In school at Christmas

How well do you think you know the Nativity story?  Do you think you know all there is to know or do you actively seek to know it better year by year?  I prayed that God would show me something new in the Christmas story this year… and he did, through the children at Cann Hall School.

Last week, I spent two days telling the Nativity story to each class, encouraging them to listen and think really carefully about it.  Throughout the story, I got them to ‘wonder’ about different things… about how Mary and Joseph  may have felt about their journey, about what it may have been like for the shepherds when the angels appeared, about what the responses of the people who met the shepherds on their way back to the fields may have been.  When I asked them what their  favourite part of the story was, many of them chose the wise men, which in turn, made me wonder “what’s so appealing about them?”

One of the children thought Mary and Joseph may have felt anxious about their travels, perhaps even questioning “whether they would actually make it to Bethlehem.”  Given the harsh terrain and various dangers along the way, this would indeed have been a perilous journey to embark upon.  Another of the children suggested that the shepherds may have thought “the angels were toying with them” and that their message was some kind of joke… yet they still made their journey to Bethlehem, hurrying there even.  And when we talked about the possible responses of those who were met by the shepherds after they had seen Jesus, many of the children wondered whether they would have thought the shepherds were “crazy”, but then, “you might think this was too crazy for anyone to make it up” - which I thought was great!  So crazy that it might just be true!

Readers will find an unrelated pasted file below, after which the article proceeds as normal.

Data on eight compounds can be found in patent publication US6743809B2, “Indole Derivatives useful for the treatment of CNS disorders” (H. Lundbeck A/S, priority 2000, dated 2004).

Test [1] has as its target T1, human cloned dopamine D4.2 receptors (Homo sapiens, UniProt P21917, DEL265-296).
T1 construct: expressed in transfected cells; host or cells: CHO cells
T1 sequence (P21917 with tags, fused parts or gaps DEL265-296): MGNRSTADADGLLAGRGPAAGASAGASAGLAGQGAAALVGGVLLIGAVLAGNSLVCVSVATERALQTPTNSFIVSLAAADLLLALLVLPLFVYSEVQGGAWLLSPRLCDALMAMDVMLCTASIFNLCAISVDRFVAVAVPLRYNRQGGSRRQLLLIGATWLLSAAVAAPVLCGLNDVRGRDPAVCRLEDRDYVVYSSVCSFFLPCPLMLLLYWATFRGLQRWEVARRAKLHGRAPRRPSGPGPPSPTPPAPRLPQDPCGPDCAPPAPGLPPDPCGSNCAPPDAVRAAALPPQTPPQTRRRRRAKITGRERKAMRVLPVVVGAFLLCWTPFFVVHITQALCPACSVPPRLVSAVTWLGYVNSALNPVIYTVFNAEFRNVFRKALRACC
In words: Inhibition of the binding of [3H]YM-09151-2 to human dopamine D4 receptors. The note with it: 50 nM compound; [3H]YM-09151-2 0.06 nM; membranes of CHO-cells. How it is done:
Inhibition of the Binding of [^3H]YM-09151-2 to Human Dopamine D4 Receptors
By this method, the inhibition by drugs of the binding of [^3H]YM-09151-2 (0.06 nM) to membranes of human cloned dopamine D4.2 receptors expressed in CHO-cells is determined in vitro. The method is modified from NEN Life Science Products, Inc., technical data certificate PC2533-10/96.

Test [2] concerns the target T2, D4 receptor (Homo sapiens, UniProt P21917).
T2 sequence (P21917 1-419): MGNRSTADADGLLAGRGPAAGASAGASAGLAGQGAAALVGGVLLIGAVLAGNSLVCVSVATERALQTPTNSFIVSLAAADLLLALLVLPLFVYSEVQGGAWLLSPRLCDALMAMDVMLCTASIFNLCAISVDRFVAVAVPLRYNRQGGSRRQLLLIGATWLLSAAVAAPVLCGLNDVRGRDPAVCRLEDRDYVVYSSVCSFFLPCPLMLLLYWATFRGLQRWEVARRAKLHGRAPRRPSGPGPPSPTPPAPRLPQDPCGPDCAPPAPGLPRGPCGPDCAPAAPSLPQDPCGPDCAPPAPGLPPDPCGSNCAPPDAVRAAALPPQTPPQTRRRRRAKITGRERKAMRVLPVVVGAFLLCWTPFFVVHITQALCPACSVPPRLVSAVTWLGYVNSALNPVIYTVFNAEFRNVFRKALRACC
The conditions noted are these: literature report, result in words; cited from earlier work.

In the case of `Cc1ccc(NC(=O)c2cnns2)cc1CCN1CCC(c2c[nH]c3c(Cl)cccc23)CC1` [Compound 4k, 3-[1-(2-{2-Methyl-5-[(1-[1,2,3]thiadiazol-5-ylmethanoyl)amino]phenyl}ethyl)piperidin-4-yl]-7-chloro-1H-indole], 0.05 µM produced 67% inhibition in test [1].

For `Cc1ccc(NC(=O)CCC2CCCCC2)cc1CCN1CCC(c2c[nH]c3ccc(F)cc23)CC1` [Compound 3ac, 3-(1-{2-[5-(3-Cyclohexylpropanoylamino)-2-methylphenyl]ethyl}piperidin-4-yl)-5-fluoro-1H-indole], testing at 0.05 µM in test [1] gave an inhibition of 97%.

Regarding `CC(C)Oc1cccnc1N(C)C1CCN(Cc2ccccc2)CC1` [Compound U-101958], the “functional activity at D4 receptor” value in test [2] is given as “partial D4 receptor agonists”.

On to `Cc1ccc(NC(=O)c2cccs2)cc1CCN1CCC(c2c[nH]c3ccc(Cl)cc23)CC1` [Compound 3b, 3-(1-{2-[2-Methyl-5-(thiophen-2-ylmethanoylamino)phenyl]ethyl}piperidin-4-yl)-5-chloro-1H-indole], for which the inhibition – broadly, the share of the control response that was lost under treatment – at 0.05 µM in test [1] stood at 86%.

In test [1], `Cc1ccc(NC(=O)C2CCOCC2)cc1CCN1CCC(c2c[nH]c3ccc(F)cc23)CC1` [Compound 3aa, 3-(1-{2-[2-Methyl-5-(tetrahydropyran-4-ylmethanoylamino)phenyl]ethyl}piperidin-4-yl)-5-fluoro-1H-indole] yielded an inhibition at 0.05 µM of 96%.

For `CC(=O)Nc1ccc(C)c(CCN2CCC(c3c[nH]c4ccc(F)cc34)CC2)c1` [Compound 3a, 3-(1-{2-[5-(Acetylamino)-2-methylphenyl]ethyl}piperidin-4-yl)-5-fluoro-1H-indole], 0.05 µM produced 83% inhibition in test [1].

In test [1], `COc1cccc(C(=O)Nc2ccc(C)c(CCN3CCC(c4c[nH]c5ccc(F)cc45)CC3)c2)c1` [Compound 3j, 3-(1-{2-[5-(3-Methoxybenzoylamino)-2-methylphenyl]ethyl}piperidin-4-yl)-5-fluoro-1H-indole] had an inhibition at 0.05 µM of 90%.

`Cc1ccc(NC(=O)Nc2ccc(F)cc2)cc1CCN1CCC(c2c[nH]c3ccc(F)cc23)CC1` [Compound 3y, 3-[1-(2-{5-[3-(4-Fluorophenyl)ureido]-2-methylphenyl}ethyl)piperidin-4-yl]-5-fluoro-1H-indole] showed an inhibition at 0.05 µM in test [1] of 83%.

As I thought about the popularity of the wise men among the children, the enormity of their expedition struck me: travelling hundreds of miles, to a different country even, simply trusting in the words of an ancient prophecy and the movement of a new star… and I realised that in each instance, those who made each of these journeys were incredibly brave and real courage was required for them to put themselves at such risk, whether that was risk of physical danger, ridicule or trusting in something that could have turned out to be nothing.  So what compelled them?

Jesus of course, who made the most courageous journey of them all, who one of the children thought “might be worried about growing up to be a King”.  Jesus, who was born to die, but did it anyway because of his incomparable love for us.